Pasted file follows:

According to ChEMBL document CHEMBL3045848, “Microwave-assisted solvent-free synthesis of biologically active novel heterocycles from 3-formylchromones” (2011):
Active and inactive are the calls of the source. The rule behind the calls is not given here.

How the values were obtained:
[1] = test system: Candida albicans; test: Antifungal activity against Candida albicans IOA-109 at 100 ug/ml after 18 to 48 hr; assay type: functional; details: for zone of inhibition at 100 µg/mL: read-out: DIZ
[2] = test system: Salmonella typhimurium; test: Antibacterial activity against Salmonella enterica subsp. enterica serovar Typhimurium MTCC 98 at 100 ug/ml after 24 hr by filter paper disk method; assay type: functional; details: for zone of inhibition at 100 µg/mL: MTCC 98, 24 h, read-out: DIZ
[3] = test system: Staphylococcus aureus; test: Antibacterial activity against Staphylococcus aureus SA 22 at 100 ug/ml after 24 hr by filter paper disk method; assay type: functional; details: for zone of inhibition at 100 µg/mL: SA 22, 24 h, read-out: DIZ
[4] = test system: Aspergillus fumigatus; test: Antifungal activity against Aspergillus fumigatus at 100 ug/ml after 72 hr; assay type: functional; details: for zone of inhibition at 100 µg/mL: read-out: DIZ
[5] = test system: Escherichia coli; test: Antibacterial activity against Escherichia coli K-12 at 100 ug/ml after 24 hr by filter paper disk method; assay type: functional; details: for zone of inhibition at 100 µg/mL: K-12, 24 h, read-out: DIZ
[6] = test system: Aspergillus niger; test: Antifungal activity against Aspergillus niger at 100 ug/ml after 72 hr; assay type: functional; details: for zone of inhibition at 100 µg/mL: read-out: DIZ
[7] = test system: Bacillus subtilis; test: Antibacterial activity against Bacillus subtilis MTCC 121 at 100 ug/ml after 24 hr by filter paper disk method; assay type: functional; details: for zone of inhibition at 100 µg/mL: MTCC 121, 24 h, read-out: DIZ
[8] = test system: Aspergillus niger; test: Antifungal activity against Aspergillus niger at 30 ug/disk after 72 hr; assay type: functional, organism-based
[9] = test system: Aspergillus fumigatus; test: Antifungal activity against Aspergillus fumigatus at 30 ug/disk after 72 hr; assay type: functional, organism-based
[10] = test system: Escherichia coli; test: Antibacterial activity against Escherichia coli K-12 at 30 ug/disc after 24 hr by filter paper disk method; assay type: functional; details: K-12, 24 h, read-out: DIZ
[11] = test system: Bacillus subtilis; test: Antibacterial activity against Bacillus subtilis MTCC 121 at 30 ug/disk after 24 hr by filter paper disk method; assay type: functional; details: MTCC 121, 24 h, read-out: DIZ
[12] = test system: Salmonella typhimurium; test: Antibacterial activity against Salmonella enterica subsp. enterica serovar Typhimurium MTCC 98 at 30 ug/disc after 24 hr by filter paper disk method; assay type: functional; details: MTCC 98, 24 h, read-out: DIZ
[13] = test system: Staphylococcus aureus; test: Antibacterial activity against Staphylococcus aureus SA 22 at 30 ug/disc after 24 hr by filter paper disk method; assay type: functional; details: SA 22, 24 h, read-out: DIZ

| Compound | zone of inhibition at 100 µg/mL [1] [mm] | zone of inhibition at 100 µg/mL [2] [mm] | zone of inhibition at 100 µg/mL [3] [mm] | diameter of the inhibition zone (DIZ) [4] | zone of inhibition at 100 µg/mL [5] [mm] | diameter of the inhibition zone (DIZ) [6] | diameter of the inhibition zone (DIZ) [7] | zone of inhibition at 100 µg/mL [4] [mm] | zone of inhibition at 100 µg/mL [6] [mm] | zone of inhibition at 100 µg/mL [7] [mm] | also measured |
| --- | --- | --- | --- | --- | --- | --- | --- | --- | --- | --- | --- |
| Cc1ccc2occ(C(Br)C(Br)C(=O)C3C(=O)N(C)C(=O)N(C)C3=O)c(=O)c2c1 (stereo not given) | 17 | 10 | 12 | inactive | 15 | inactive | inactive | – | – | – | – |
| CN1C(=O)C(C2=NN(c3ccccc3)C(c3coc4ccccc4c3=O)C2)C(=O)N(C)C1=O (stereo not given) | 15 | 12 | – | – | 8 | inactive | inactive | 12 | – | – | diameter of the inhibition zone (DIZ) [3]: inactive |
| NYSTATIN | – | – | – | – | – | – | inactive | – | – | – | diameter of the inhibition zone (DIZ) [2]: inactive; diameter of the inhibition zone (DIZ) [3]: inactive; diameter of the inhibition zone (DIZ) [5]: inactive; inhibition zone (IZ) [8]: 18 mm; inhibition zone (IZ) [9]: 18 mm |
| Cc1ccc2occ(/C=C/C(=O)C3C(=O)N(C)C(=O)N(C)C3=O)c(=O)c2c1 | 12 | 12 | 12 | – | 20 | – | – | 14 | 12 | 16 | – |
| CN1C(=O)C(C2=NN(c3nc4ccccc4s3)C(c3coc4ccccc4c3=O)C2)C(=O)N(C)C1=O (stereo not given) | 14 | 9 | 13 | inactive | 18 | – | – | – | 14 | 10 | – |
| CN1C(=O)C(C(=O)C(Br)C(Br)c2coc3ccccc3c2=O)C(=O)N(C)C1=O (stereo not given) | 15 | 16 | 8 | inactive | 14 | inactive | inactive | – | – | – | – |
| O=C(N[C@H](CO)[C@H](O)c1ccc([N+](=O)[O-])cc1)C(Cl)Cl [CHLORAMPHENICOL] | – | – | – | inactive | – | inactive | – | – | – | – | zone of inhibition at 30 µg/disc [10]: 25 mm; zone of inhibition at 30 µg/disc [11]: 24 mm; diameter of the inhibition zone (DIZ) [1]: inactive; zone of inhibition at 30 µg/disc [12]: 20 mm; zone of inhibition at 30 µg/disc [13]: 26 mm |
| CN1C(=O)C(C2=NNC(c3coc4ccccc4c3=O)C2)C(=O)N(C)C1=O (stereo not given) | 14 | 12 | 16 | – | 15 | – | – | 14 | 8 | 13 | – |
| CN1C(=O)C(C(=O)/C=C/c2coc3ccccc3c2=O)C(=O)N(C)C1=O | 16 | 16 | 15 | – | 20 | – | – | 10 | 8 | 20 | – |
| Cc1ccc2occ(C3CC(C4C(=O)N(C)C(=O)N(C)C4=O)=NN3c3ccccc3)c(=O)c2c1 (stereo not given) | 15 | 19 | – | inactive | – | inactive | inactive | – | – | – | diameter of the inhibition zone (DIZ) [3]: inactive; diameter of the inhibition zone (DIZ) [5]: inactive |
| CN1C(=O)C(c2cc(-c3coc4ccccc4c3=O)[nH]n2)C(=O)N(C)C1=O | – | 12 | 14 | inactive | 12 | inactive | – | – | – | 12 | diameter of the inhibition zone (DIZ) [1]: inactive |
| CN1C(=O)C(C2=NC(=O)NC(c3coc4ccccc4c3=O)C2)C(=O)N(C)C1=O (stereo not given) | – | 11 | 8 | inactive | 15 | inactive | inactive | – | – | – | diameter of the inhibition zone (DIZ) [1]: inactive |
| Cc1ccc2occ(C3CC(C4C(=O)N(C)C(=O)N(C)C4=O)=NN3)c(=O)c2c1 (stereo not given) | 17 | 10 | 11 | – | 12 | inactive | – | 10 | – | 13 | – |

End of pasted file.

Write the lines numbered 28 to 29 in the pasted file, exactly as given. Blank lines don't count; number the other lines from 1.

| Cc1ccc2occ(C3CC(C4C(=O)N(C)C(=O)N(C)C4=O)=NN3c3ccccc3)c(=O)c2c1 (stereo not given) | 15 | 19 | – | inactive | – | inactive | inactive | – | – | – | diameter of the inhibition zone (DIZ) [3]: inactive; diameter of the inhibition zone (DIZ) [5]: inactive |
| CN1C(=O)C(c2cc(-c3coc4ccccc4c3=O)[nH]n2)C(=O)N(C)C1=O | – | 12 | 14 | inactive | 12 | inactive | – | – | – | 12 | diameter of the inhibition zone (DIZ) [1]: inactive |